Codagenix Q&A: Diversifying vaccination options for patients

Digital Image of an RSV virus, colored blue and red with a light pink and yellow background.

Respiratory syncytial virus, or RSV, innovations are big news this year—and for good reason. The biotech industry has finally cracked the code for treating and helping prevent RSV in both elderly and pediatric patient populations, which will help reduce hospital burden and save thousands of lives.

Bio.News spoke with Jeffrey Fu, Ph.D., Chief Business Officer at Codagenix, about their intranasal CodaVax RSV vaccine in development and work during COVID-19. Currently in Phase 1 trials, Codagenix’s RSV vaccine aims to create a stronger, longer-term immune response in older pediatric patients.

Codagenix is a member of the Biotechnology Innovation Organization (BIO).

Bio.News: 2023 is becoming “The Year of RSV.” Talk about Codagenix’s development of CodaVax and how it is unique to the market, both in the adult and pediatric space.

Many RSV vaccines either approved or in development are proteins and focus immunity solely on a specific protein target called preF, meaning that they only render immunity against this specific RSV protein. And all are injectables. Our vaccine, CodaVax™-RSV, is different in that it is an intranasal, live-attenuated virus vaccine that enables a broad antibody and T-cell response, designed to induce immunity against a spectrum of RSV viral proteins and, as live virus vaccine, generally known to provide a durable immune response. This is a much more exhaustive immune response that may also protect against potential variants than antigen-delivery-based vaccines.

RSV poses a significant risk to children; the virus hospitalizes up to 80,000 and annually in the U.S. and >80% of RSV-associated lower respiratory infections and more than half of RSV deaths occur in children ages 6 months and older. The RSV vaccine for infants currently under U.S. Food and Drug Administration (FDA) review is designed to be received by the mother during pregnancy, with immunity waning after a few months. The recently approved passive monoclonal antibody against RSV is indicated for prevention of RSV for the first 5 months of life. There is an unmet need for the protection of older infants and toddlers in the 6-month to 5-year-old age group. We have recently initiated dosing in a Phase 1 study of CodaVax-RSV in this age group. As intranasally-delivered, our vaccine should be easy to integrate into the routine childhood vaccine schedule. At this time, we have not disclosed our plans for adults.

Bio.News: Talk about how science and technology have advanced in recent years to allow companies like Codagenix to start breaking long-standing barriers when it comes to the development of things like RSV vaccines, which have historically been a distinct challenge.

RSV vaccine development has been stalled for a long time after a terrible RSV vaccine tragedy in 1966 that resulted in the death of two children and hospitalization of many more. This was thought to be associated with inactivated RSV vaccines which induced enhancement of subsequent infection. Since that time, vaccine developers have proceeded with caution in testing inactivated and other vaccine platforms with the exception of live virus vaccines in which merely recapitulate natural RSV infection. Since then, we have come a long way in developing vaccines that are safe and efficacious as evidenced by the recent and pending approvals of RSV vaccines for adults and our understanding of the human immune system has improved, and we have better technology for packaging vaccines into a safe delivery system.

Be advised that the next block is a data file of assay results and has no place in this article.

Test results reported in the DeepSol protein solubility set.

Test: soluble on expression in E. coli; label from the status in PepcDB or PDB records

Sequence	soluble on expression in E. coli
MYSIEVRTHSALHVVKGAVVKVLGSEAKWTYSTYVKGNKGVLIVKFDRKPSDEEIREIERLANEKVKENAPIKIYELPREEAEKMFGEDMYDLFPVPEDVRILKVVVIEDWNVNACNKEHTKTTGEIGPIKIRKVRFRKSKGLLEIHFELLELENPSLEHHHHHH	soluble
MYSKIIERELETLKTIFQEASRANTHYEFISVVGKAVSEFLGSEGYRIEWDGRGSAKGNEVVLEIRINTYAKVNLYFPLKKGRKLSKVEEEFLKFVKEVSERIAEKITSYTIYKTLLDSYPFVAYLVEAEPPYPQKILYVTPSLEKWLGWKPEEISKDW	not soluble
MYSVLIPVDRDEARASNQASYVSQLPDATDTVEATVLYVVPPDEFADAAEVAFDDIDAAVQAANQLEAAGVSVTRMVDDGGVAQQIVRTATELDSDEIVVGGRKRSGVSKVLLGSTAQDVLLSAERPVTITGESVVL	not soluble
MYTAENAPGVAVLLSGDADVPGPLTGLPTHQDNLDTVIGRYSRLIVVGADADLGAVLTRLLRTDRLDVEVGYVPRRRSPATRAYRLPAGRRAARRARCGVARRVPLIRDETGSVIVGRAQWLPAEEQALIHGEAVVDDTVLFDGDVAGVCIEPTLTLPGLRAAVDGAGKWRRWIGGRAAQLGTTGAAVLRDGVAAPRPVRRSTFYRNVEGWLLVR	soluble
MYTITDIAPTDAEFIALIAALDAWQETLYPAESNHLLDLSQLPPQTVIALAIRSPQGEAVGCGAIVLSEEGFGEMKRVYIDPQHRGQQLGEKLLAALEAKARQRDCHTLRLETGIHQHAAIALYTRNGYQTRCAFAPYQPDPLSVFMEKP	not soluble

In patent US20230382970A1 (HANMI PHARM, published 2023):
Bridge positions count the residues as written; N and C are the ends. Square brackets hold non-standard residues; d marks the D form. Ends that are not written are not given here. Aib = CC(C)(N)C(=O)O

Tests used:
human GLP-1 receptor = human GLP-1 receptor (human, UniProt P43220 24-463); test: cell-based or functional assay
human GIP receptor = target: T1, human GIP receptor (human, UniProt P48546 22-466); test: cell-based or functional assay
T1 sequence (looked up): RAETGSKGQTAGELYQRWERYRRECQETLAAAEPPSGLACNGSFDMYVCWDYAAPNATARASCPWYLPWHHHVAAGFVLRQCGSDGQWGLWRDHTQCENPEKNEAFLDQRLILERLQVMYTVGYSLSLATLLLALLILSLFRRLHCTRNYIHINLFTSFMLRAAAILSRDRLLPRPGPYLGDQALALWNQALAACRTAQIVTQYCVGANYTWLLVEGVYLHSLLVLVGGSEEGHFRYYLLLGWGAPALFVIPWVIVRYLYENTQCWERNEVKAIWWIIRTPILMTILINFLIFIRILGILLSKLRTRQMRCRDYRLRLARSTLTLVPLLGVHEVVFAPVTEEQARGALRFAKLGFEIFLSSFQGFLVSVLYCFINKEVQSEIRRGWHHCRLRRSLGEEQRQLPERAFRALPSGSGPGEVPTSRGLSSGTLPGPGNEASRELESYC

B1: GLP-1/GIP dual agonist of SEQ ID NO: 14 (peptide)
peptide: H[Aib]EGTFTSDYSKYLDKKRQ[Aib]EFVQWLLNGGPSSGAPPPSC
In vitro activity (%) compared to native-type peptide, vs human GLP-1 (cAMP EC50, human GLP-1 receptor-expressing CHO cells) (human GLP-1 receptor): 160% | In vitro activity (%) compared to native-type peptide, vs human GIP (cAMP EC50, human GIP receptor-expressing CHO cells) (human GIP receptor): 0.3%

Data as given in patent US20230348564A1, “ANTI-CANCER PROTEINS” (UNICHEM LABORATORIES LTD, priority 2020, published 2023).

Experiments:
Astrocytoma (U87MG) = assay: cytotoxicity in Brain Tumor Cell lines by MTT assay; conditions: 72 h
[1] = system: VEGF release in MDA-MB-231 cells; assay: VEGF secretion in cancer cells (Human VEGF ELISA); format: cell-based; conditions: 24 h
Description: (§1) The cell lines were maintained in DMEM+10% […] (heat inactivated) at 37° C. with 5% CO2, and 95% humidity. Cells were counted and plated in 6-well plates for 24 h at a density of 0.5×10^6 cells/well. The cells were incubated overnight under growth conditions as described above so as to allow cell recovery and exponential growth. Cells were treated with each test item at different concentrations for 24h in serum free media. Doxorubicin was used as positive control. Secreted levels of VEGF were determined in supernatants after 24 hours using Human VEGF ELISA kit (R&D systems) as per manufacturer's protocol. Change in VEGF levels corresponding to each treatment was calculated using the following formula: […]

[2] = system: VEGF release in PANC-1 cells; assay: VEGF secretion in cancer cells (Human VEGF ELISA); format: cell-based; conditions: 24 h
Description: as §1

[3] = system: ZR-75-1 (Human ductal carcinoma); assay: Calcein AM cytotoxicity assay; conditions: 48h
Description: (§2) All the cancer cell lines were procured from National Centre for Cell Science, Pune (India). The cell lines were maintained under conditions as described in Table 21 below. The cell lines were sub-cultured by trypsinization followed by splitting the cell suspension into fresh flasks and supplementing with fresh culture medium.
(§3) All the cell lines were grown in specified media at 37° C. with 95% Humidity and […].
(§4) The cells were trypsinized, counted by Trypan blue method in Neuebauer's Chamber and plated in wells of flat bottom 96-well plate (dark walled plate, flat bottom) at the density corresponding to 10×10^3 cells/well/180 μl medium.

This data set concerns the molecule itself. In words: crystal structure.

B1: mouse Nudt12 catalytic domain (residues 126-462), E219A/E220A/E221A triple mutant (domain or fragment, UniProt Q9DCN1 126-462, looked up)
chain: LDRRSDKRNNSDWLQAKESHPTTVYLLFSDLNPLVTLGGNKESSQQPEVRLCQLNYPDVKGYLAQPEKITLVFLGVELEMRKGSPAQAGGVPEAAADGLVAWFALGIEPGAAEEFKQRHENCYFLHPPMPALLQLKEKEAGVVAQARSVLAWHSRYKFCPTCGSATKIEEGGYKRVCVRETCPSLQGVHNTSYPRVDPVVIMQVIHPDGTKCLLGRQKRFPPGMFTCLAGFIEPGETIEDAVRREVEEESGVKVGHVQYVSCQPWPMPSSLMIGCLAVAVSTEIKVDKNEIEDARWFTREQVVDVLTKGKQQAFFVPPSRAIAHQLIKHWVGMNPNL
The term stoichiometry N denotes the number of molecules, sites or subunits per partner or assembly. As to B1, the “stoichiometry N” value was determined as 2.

Bio.News: You’re also working on a COVID vaccine. What are challenges this vaccine can help solve when it comes to achieving manufacturing scale and access globally?

Next-generation COVID vaccines need to possess several factors to contribute to global public health beyond existing approved vaccines. They must induce broad immunity against SARS-CoV-2 variants, such as Omicron lineages, and be durable, easy to administer and store. Our COVID vaccine program, CoviLiv™, strives address these factors as a live-attenuated, intranasal vaccine that induces an antibody and cell-mediated immunity (CMI). Live virus vaccines are generally known to induce durable immunity and CoviLiv has been demonstrated to induce a broad CMI response and addition to an antibody response.

A significant barrier to COVID immunity in developing nations is the storage requirements for vaccines currently on the market, which must be stored at -80° C. These highly specialized laboratory freezers are not available in many parts of the world, preventing many nations from effectively immunizing their populations on a routine basis. Codagenix’s CoviLiv is expected to be stored in a regular freezer long term and in a refrigerator for a month, making it likely one of a few vaccine candidates able to achieve access needed to mount a global vaccination effort.

Furthermore, Codagenix’s established manufacturing process utilizes mammalian cells to manufacture vaccines with high yields and favorable cost of goods (COGs). This process can be effectively scaled to meet global manufacturing demands. Our COVID manufacturing partner, Serum Institute, is the world’s biggest vaccine manufacturer for COVID and already possesses the infrastructure required for a global vaccination effort.

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